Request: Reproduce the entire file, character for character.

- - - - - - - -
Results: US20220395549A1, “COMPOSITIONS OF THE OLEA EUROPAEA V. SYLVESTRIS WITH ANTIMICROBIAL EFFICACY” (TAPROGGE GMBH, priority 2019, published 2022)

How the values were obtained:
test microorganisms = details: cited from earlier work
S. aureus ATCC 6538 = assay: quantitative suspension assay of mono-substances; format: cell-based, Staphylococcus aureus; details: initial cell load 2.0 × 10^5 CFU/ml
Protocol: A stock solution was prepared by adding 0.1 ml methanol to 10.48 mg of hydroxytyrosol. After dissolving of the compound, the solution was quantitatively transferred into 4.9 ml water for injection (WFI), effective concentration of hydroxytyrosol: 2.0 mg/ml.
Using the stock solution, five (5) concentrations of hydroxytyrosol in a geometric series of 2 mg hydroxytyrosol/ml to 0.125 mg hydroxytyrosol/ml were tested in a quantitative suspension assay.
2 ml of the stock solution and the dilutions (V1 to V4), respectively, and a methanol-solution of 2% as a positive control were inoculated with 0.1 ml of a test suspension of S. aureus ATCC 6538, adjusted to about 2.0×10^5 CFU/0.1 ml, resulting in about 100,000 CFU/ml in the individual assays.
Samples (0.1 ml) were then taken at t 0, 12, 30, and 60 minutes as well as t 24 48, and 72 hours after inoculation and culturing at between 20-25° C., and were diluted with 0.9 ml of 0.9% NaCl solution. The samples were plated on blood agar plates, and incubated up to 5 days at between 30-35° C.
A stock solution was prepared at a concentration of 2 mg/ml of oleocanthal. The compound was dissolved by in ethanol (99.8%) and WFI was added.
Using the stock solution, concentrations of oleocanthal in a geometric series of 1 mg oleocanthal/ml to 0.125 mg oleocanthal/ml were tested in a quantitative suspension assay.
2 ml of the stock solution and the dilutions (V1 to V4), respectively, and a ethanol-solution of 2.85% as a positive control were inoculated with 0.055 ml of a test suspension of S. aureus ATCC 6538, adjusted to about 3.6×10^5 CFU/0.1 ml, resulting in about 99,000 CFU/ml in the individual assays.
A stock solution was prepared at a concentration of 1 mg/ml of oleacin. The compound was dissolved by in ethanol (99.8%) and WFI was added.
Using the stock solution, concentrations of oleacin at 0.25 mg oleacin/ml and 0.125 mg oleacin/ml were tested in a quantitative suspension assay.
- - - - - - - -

Results: US20220395549A1, “COMPOSITIONS OF THE OLEA EUROPAEA V. SYLVESTRIS WITH ANTIMICROBIAL EFFICACY” (TAPROGGE GMBH, priority 2019, published 2022)

How the values were obtained:
test microorganisms = details: cited from earlier work
S. aureus ATCC 6538 = assay: quantitative suspension assay of mono-substances; format: cell-based, Staphylococcus aureus; details: initial cell load 2.0 × 10^5 CFU/ml
Protocol: A stock solution was prepared by adding 0.1 ml methanol to 10.48 mg of hydroxytyrosol. After dissolving of the compound, the solution was quantitatively transferred into 4.9 ml water for injection (WFI), effective concentration of hydroxytyrosol: 2.0 mg/ml.
Using the stock solution, five (5) concentrations of hydroxytyrosol in a geometric series of 2 mg hydroxytyrosol/ml to 0.125 mg hydroxytyrosol/ml were tested in a quantitative suspension assay.
2 ml of the stock solution and the dilutions (V1 to V4), respectively, and a methanol-solution of 2% as a positive control were inoculated with 0.1 ml of a test suspension of S. aureus ATCC 6538, adjusted to about 2.0×10^5 CFU/0.1 ml, resulting in about 100,000 CFU/ml in the individual assays.
Samples (0.1 ml) were then taken at t 0, 12, 30, and 60 minutes as well as t 24 48, and 72 hours after inoculation and culturing at between 20-25° C., and were diluted with 0.9 ml of 0.9% NaCl solution. The samples were plated on blood agar plates, and incubated up to 5 days at between 30-35° C.
A stock solution was prepared at a concentration of 2 mg/ml of oleocanthal. The compound was dissolved by in ethanol (99.8%) and WFI was added.
Using the stock solution, concentrations of oleocanthal in a geometric series of 1 mg oleocanthal/ml to 0.125 mg oleocanthal/ml were tested in a quantitative suspension assay.
2 ml of the stock solution and the dilutions (V1 to V4), respectively, and a ethanol-solution of 2.85% as a positive control were inoculated with 0.055 ml of a test suspension of S. aureus ATCC 6538, adjusted to about 3.6×10^5 CFU/0.1 ml, resulting in about 99,000 CFU/ml in the individual assays.
A stock solution was prepared at a concentration of 1 mg/ml of oleacin. The compound was dissolved by in ethanol (99.8%) and WFI was added.
Using the stock solution, concentrations of oleacin at 0.25 mg oleacin/ml and 0.125 mg oleacin/ml were tested in a quantitative suspension assay.